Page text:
Pauca Verba is Latin for A Few Words.

Saturday, February 28, 2015

The Holy Face of Manoppello

I had never known about the Volto Santo (Holy Face) of Manoppello before a three month sabbatical to Italy a few years ago. From Rome, the shrine housing the relic is a long train ride down the Adriatic coast and then a bus ride to the top of the mountain. This is how the Franciscans introduce visitors to the Holy Face.

The Sanctuary of the Holy Face is looked after by the Capuchin Friars of the Tarigni Hill at Manoppello in Abruzzo, Italy. Carefully protected there, is a unique relic which reproduces the face of Jesus Christ on a delicate fabric. Paced between two glass plates, is a flimsy veil, almost non-existent, as if it were pure fantasy, showing a face with high forehead and a penetrating, life, sweet gaze. 
The half-open mouth reveals some teeth, giving the impression of a person wanting to speak. His left cheek is swollen. A lock of hair rests on the forehead. On the upper lip some hairs can be seen as well as a slight beard on His chin. A small amount of hair in the style of a man from Nazareth, frames the face. This is not a face painted by a human hand, rather it is transparent and visible both in front and behind like a slide.
The density of color is very strong but it is not of color used in painting. The cloth has been preserved intact without any modifications despite the passing of centuries. Scholars have agreed in affirming that the Holy Face is the original Acheropita (image not made by human hands) that for centuries has influenced the images of Christ in which the features are similar. The image of the Holy Face is said to coincide with the face of the Shroud of Turin at 1000 points. Thus is has been proposed that the image is of Jesus Christ in the very moment of His Resurrection - when his soul returned to his human body.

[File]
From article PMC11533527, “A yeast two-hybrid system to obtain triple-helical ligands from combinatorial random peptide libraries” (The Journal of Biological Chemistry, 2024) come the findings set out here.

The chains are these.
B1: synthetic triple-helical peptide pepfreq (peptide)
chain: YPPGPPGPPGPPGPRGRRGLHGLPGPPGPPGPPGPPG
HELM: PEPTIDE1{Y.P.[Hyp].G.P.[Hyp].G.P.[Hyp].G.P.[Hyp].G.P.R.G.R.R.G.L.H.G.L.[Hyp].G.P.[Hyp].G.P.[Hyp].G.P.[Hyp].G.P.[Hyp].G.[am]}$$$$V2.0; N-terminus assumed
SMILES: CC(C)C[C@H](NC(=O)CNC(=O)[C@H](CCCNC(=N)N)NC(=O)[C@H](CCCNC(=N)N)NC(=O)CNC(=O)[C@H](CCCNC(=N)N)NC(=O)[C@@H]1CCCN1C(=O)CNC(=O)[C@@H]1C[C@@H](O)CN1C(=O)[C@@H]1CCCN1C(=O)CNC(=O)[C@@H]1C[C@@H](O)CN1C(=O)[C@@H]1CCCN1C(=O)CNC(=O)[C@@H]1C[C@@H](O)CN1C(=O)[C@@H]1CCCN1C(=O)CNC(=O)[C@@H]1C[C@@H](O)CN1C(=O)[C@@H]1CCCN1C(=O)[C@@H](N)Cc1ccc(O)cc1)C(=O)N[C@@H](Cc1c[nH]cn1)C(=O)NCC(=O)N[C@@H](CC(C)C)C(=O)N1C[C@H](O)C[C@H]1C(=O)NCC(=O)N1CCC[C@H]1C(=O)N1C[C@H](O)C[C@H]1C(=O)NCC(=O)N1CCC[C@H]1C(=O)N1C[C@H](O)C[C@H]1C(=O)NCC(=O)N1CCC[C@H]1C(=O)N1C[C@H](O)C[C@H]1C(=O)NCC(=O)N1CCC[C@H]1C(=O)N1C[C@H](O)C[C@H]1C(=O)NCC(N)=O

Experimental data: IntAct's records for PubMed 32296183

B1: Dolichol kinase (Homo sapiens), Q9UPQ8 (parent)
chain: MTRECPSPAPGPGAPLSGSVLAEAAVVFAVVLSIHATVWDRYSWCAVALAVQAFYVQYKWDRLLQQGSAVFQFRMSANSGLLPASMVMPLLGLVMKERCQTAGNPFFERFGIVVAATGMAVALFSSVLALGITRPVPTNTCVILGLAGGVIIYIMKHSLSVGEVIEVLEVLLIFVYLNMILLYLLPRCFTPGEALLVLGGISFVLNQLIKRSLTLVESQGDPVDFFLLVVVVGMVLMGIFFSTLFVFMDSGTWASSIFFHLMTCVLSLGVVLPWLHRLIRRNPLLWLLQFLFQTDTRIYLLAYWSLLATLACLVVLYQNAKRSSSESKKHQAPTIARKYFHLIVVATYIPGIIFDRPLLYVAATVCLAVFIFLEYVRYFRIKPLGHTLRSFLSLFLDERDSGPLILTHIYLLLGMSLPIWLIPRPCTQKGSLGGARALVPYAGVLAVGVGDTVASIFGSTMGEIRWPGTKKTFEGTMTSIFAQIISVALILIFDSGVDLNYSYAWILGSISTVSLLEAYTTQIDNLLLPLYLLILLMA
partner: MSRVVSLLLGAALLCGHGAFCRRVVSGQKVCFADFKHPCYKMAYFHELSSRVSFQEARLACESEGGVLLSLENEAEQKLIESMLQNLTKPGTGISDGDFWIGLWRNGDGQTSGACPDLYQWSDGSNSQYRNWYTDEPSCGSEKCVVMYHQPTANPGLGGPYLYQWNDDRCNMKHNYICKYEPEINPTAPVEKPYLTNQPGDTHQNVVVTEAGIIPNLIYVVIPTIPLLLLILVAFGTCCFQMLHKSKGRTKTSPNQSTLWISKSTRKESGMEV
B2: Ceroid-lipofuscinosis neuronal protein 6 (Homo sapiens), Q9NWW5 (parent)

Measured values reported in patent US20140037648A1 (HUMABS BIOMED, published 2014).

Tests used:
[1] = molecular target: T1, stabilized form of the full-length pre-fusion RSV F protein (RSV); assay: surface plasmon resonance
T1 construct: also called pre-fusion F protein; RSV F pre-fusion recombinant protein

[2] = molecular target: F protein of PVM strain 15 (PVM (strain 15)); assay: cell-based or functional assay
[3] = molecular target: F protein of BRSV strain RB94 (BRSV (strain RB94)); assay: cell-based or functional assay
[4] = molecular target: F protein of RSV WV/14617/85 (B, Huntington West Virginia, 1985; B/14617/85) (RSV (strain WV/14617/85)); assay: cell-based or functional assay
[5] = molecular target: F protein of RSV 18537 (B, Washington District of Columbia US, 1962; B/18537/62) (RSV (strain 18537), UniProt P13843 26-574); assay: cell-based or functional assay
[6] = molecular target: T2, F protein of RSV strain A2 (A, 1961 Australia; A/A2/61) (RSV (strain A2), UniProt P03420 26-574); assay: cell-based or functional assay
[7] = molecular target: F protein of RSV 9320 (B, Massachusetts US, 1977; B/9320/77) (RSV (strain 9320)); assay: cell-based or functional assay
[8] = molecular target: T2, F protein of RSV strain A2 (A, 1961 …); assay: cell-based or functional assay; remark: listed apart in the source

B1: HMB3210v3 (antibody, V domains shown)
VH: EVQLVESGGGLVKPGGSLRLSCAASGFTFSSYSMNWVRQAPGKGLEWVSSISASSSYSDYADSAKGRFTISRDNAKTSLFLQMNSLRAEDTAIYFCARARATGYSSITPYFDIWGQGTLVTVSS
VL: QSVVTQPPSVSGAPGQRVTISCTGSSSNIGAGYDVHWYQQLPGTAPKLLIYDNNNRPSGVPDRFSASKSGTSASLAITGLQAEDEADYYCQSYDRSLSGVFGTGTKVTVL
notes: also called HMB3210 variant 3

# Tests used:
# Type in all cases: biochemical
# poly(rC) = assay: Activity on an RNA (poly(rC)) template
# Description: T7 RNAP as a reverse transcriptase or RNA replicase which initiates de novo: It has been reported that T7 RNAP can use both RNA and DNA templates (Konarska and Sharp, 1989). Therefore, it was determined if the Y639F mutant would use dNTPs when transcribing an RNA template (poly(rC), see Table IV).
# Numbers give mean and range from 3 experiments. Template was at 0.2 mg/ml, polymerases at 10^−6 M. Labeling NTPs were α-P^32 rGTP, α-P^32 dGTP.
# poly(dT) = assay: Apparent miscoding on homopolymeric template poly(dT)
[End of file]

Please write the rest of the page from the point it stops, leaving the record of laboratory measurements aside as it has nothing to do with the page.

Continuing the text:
And here is Saint John's Gospel account of Easter Morning and the discovery of the empty tomb and the linen cloths. Many believe that the Holy Face is the cloth which had covered the face of Jesus and was found rolled up in a place by itself. I have made two pilgrimages to Manoppello and spent many hours before the relic. The image is so alive, it seems to change with each glance. 

Now on the first day of the week, Mary Magdalen came to the tomb early, while it was still dark, and saw that the stone had been taken away from the tomb. So she ran, and went to Simon Pet and the other disciple, the one whom Jesus loved, and said to them, "They have taken the Lord out of the tomb, and we do not know where thy have laid him." Peter then came out with the other disciple, and they went toward the tomb. They both ran, but the other disciple outran Peter and reached the tomb first; and stooping to look in, he saw the linen cloths lying there, but he did not go in. Then Simon Peter came, following him, and went into the tomb; he saw the linen cloths lying and the napkin, which had been on his head, not lying with the linen cloths but rolled up in a place by itself. John 20: 1-7 

The  image of the Holy Face is described as having a somewhat opened mouth as if wanting to speak. We might make that feature a point of prayerful meditation: approaching the imprinted cloth in silence and allowing Jesus to speak to each of us personally.  

Let's remember to pray there for our world filled with suffering.

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